Sculpture of the Archaic Period
(600 - 480 B.C.)

 From the National Archaeological Museum of Athens

The Kouros statues dominate the Archaic period of Greek Art. All of the Kouros (male) and Kore (female) statues represent state sponsored subjects or are designed as decorations of religious buildings, or as immortal reminders of the virtues of a deceased. However, secularism begins to become evident with Archaic Greek art and culture in a subtle way as the artist,s and art patron's names appear carved on some sculptures, and also in the way that the personal virtues of affluent individuals become the underlying subject of archaic statues temples and sanctuaries.

Sounio Kouros,
Marble, 3m tall, circa 600 B.C.
Found in a pit at the temple of Poseidon at Sounio along with parts of four other destroyed kouroi.

Kore (Phrasikleia) by Ariston of Paros
and Kouros,
lifesize, circa 550 B.C.
Found in a pit at Merenda in Attica in 1972.
The base of Phrasikleia has been known since 1729 and it reads:

"Marker of Phrasikleia
I could be called kore (maiden)
for ever instead of wedded
by the gods thus being named
[Aris]tion of Paros created me"
(Translated by

Behind the Phrasikleia Kore in the picture from the National Museum of Athens we see a Sphinx found at Spata in Attica. Marble, circa 570 B.C.
Sphinxes were used to top funeral stele in Attica until 530 B.C.

Lifesize, circa 550 B.C.
From the island of Melos.

Marble, lifesize, circa 540 B.C.
Found at the cemetery of Anavysos
On the base a verse was carved:
"Stand and grieve at the tomb of Kroisos the dead,
in the front line slain by the wild Ares"
(Translated by

Formally the Kouros statues follow a carving formula that divides the human body into proportionally pleasing geometric entities. The stylization of the different figure planes along with the rigid poses allow the sculptor an easy way to create the human figure since all he has to do is follow a well established traditional formula in order to represent the different parts that comprise a human figure.

The frontal pose, the left foot extended forward, the arms attached or close to the hips, the rigid pose, and the mysterious smile are all characteristics of the Kouros and Kore statues of the Archaic period. The sculpture of the Archaic Greek style is evidently influenced by ancient Egypt as the commerce between the two countries was flourishing.

During this period the sculptor worked almost exclusively with "point" chisels, punches and stone abrasives to create the statues, and this technique did not allow for much flexibility in regards to the pose or surface qualities. As a result of this technique, all marble statues from the Archaic period have an opaque appearance despite marble being a somewhat translucent material. This is a result of the repeated vertical blows to the surface with a point chisel which sends concentrated shock waves deep inside the stone, shuttering thus the marble crystals in considerable depth.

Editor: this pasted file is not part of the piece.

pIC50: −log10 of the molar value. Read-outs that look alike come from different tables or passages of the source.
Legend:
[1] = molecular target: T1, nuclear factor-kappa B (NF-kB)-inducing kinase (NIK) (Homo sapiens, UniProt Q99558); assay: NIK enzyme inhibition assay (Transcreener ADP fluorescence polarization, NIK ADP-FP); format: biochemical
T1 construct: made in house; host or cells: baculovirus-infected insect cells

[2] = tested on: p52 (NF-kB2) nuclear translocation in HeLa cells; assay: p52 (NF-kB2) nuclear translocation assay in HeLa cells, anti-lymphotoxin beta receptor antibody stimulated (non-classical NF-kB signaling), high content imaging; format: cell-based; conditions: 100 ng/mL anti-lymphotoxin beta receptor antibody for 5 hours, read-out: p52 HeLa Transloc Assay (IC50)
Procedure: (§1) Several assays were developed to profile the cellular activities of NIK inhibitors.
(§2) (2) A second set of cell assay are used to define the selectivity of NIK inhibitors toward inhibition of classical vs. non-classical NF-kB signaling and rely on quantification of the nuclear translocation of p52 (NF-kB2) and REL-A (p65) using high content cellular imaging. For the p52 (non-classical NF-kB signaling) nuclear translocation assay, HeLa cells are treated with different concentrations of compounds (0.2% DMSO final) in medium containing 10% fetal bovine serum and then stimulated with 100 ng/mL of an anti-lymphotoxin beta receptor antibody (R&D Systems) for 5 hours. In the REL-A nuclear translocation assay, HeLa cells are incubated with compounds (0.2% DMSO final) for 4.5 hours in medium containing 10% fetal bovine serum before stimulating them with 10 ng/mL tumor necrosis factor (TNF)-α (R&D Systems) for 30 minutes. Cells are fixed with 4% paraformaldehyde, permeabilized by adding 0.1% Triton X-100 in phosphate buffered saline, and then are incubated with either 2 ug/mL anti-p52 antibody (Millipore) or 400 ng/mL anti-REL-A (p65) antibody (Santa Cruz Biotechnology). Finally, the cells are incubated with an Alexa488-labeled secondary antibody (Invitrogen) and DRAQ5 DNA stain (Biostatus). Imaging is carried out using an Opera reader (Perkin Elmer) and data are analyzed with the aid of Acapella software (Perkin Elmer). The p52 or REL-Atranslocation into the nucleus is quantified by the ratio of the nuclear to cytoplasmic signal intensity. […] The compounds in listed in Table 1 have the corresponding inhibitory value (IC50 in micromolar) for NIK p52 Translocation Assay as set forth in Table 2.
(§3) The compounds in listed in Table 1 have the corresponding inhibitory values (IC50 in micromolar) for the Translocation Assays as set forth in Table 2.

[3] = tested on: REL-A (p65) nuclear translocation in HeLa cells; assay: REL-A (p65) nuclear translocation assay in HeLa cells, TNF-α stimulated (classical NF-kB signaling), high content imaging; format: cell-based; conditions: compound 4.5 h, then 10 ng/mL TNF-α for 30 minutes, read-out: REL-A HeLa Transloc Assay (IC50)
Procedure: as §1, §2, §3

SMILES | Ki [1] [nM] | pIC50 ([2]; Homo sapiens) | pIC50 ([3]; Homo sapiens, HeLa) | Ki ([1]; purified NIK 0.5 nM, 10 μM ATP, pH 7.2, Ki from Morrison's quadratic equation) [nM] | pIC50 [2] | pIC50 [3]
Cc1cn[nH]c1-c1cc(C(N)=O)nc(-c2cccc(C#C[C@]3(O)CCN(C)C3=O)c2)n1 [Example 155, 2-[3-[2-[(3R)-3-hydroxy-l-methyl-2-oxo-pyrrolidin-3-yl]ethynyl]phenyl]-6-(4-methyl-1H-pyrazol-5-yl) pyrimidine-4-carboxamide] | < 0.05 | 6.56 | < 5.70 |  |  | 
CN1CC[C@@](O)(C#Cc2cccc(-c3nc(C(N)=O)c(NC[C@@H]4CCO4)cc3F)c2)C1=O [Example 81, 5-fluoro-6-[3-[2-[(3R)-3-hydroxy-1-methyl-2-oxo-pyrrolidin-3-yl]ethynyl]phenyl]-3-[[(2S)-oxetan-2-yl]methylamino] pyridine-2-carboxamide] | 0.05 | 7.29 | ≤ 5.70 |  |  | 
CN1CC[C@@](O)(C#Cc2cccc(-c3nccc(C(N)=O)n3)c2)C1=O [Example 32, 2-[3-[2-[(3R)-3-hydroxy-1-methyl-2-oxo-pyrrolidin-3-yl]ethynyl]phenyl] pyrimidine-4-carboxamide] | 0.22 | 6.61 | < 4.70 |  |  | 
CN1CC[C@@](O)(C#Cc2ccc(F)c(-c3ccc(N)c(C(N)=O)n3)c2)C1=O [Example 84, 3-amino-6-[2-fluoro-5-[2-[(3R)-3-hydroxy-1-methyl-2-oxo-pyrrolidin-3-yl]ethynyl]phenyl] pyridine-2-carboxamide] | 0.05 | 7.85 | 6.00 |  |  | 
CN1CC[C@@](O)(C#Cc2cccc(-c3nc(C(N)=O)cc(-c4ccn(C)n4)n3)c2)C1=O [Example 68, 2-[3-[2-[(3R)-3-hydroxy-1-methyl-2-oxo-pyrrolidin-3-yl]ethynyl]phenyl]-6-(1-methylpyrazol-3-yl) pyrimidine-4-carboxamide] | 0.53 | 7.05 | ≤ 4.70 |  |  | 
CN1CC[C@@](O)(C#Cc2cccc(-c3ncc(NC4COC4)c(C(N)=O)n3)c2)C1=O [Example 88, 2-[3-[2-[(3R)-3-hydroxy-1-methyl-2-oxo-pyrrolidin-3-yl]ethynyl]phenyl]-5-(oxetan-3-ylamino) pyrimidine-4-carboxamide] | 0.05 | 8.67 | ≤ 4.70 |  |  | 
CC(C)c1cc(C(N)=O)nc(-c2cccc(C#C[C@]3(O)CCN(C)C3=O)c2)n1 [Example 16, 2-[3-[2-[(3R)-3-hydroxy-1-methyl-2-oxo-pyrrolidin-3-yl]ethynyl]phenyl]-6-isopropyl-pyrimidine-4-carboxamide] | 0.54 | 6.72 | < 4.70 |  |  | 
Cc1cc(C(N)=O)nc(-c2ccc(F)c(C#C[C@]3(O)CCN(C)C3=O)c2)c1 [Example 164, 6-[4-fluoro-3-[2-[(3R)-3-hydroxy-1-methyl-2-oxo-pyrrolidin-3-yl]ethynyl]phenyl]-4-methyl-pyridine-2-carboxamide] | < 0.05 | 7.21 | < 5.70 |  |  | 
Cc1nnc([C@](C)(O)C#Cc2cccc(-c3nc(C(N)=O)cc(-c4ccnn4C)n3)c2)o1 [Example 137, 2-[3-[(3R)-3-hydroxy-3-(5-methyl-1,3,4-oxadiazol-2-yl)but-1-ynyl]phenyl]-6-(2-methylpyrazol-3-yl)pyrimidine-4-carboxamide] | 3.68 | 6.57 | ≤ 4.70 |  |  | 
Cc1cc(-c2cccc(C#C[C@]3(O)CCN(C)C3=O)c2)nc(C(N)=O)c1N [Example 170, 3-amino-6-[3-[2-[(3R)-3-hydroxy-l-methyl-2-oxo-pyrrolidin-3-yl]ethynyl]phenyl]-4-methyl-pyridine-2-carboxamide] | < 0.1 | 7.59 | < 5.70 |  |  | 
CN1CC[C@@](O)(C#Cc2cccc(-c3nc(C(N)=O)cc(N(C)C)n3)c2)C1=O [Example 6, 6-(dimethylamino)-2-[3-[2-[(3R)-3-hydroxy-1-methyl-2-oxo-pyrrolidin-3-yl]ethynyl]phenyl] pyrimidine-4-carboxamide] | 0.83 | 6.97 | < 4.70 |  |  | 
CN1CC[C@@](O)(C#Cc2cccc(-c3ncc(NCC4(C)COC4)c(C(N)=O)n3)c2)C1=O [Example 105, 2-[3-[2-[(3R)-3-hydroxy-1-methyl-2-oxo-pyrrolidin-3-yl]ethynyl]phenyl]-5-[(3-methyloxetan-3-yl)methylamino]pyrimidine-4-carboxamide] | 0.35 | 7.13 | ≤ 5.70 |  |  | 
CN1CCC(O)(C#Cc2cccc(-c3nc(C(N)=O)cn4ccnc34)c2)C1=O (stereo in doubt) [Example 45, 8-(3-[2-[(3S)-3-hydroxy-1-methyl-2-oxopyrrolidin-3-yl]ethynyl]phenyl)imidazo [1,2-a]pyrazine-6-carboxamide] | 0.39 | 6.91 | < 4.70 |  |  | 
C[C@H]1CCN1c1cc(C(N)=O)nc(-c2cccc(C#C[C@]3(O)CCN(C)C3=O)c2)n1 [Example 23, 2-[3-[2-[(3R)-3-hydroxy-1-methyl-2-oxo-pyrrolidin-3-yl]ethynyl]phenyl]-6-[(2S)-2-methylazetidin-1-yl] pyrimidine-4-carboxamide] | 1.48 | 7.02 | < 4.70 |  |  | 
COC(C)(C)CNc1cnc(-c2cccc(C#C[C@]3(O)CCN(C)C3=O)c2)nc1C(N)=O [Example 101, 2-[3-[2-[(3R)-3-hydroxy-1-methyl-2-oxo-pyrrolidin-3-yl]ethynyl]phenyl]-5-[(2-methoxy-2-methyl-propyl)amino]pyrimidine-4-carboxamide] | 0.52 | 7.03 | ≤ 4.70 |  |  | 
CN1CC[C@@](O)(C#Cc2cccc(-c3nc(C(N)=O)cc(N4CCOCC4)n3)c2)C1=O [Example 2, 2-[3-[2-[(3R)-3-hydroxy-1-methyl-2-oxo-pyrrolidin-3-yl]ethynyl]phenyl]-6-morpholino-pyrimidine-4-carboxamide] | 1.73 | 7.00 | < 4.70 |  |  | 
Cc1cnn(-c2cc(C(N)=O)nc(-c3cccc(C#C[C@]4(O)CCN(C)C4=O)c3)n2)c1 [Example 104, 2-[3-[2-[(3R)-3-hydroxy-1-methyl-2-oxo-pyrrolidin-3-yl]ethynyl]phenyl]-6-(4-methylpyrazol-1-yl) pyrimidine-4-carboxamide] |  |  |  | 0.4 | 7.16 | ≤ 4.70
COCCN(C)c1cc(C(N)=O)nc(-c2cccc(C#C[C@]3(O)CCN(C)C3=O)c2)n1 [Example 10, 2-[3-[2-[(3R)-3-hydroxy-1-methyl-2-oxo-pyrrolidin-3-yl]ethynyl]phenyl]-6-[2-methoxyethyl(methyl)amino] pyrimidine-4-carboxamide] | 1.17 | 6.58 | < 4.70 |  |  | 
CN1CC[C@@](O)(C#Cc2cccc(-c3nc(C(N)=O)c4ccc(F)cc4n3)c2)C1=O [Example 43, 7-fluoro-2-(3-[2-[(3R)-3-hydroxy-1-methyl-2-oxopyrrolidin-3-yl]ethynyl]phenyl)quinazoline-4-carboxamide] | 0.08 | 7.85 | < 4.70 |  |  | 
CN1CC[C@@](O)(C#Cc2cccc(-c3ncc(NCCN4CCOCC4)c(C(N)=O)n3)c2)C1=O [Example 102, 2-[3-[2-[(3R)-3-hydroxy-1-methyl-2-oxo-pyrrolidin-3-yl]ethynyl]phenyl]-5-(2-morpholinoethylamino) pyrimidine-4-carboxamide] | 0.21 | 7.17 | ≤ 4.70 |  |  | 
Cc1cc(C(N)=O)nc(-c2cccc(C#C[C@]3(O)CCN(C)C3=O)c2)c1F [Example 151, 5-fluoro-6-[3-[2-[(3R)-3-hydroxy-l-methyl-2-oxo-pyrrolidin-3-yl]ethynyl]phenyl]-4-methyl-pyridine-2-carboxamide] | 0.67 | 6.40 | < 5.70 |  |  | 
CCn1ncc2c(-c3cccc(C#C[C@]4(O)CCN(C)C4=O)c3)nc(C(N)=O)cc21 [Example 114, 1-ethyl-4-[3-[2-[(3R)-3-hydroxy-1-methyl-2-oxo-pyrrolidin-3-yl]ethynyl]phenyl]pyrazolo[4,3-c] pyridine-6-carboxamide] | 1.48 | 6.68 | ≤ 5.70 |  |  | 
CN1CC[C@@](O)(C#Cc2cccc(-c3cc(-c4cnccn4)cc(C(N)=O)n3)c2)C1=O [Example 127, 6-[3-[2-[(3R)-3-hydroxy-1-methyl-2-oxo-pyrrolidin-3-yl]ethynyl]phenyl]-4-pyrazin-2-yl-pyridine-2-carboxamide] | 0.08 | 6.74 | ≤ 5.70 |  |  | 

The surface of the marble or its translucent qualities were not a concern of the ancient sculptors however. All statues of ancient Greece were in fact painted with vivid colors and the technique of the vertical blows actually keyed the surface for the pigments.

While the poses and techniques of art creation did not allow for much deviation from the rigidly posed figure, the preoccupation of the ancient Greek culture with secular matters is betrayed in the linguistic elements that accompany the statues (writing on the base, epitaphs, descriptions,) and in the context in which much Archaic art is presented. The intervention of the supernatural for matters of earthly convenience is often evident in the dedication of artifacts to deities.

The ancient Greeks had no obsession with the afterlife, but were mostly concerned with the comfort of their earthly existence, and they often sought to immortalize their own actions and beliefs through art. This attitude towards secularism and the focus on ones' self as a living being paved the way for the development of classical Greek thought which in turn became the foundation of the western civilization as it developed to our day.

Archaic art is a silent witness to the extraordinary development western society was about to undertake. The Kouros and Kore statues stand before a cultural revolution, all muscles tense, like a spring about to burst with energy into an extraordinary wave of classical thought. They stand with smiles frozen with meaning as if they knew what was about to occur: the classical era and the Golden Age of Greek thought.




Greek Sculpture The Archaic Period
by John Boardman

Greek Art, World of Art
by John Boardman

Archaic Times to the End of the Peloponnesian War
by Charles W. Fornar
Buy this book from
Click for details and current price

National Museum
by Spyros Meletzis and Helen Papadakis
Art Editions S. Meletzis & H. Papadakis, 1980

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National Museum of Athens


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